Louise Tuve Lundberg wrote:Hi!
I recently learned that Hugelkulture exists, sounds very interesting, but I haven't tried or even seen one yet.
I had planned to make something similar, but more flat, with branches under, then layers of soil and straw with goat manure. That's when a friend pointed me to find out more about hugel beds.
My main reason for raising the beds is that this part of my garden is water logged during winter, and sometimes also during rainy summers. I live in southern Sweden. The soil is medium clay.
I want to use this part of the garden, which is about 200 square metres, sunny position, very slight northward slope, for a mixture of apple trees (espalier), blueberry, the high ones, and possibly also cranberries and lingonberry, plus various annual vegetable crops.
Espalier is a technique usually used against a wall or fence line since the branches need support all along them so they will hold the fruit. Blueberry, cranberry and lingonberry are acid lovers needing a lower than 6.0 pH, they all are happiest in a pH of 5.8-5.6
For the blueberries etc, I will need to use peat (which I have saved from a job I had), because the soil here is too calcareous for them otherwise.
Apples and others will get my ordinary top soil, and since I'm digging a pond, there will be enough of it.
I have some logs, stumps and smaller branches, both spruce and birch, beech and willow (well dead since the goats ate the bark). I also have lots of strawbed from the goats' winter stable.
The questions I have is that when I search, I mainly find hugel beds used in arid conditions. This is not the case here, more that I want to get the plant roots higher above the water level. Has anyone used them like this? Logic says it would be good, but how about experience?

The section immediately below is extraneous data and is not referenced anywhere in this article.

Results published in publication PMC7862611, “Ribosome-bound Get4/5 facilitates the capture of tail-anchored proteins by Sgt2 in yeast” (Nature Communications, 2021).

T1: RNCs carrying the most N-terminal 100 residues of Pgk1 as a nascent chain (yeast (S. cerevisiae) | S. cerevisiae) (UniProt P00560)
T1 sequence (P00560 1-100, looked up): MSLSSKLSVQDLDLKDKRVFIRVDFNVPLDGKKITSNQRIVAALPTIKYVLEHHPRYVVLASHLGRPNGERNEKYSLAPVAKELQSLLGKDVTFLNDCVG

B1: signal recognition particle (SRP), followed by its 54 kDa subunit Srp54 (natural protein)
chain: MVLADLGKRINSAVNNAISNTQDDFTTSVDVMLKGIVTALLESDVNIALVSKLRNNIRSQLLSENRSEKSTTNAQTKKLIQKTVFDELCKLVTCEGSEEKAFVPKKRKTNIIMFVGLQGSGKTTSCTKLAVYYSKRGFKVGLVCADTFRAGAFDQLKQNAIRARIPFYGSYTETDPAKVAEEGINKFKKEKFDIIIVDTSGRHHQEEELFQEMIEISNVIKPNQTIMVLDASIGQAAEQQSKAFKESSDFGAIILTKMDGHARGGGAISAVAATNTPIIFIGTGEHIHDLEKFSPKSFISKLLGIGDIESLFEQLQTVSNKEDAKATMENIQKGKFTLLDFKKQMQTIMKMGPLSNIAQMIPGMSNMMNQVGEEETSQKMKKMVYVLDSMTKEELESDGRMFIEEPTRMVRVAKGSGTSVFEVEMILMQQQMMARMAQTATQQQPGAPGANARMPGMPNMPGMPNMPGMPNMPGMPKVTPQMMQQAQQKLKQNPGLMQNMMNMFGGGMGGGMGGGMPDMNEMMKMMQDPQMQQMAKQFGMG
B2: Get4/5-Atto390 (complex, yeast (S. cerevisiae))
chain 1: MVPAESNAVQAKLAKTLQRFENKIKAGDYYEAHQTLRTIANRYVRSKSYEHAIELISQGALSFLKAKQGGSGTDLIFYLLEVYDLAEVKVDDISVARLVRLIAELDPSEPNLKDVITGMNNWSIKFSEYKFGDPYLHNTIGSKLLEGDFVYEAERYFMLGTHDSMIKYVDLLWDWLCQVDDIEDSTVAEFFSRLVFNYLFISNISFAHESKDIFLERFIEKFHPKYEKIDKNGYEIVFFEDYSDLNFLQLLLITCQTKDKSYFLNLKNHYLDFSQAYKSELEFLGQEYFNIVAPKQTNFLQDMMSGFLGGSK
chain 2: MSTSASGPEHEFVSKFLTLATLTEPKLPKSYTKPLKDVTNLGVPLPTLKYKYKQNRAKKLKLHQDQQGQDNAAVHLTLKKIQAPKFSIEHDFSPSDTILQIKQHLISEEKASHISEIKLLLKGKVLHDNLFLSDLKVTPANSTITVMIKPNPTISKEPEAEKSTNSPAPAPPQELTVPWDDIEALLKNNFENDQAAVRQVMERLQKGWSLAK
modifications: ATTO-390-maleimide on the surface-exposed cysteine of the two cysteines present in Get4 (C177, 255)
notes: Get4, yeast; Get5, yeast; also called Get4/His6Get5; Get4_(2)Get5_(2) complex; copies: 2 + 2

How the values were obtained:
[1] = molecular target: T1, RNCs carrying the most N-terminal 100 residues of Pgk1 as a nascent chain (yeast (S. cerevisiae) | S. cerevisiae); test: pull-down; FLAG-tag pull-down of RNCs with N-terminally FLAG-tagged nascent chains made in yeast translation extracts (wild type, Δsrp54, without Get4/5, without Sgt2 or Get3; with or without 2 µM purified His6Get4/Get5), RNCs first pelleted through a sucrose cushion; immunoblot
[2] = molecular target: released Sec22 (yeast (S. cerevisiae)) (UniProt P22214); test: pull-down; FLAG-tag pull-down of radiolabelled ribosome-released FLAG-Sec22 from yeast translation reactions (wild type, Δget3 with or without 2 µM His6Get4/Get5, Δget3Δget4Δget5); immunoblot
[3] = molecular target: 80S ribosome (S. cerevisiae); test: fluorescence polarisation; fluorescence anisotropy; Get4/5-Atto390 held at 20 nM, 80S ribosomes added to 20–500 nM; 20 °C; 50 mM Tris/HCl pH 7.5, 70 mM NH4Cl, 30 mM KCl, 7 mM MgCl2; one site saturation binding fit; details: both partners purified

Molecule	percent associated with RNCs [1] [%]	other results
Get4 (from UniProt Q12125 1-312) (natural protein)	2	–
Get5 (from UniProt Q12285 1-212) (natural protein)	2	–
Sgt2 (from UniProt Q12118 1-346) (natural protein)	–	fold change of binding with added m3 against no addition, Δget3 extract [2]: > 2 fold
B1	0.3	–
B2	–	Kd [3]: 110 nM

Hugel beds were developed in Germany and Austria, they will work for your project but you will need to dig down and incorporate a lot of dead wood. Mounds are not the place to plant trees since they will settle over time which would disturb the tree's roots in a fatal way. Trees are normally planted just away from the bottom edge of a mound, where they have access to the stored water but not the settling actions of the mound.
Another question for me is what would like to grow on the shady north side?
There are many planting guides that list the plants that prefer partial to full shade, those plants would be good choices for this space.
How would you place an apple espalier - on the top, or on one of the slopes? I want to be able to prune and pick, so I wouldn't want them too high up if I can't walk next to them on the mound.
As I have mentioned, espalier technique is more for growing trees against a wall or fence since the branches must be supported so they won't break from the weight of the fruit. Combine that with the nature of mounds and you have an ideal spot at the base of the mound, you could build a fence into the mound to support the espaliered tree(s).
The size of my area is about 20 metres in east-westerly direction, and 10 metres in north-southerly.
How would you have arranged hugel beds with these conditions? If you orient the mounds on the North-South axis, you would get sun on both sides as it arcs across the sky. If you orient the mounds East-West, you would have a south face and a north face. I personally would orient North - South for maximum sun exposure. This would allow a larger percentage of the mounds to be planted in vegetables, bushes and trees would need to go at the upper end so they don't shade areas for vegetables or grapes or bush berries, etc.
Katy Whitby-last wrote: It will give the plants a chance to establish before they try to send their roots down into the nasty stuff which was also very rocky.
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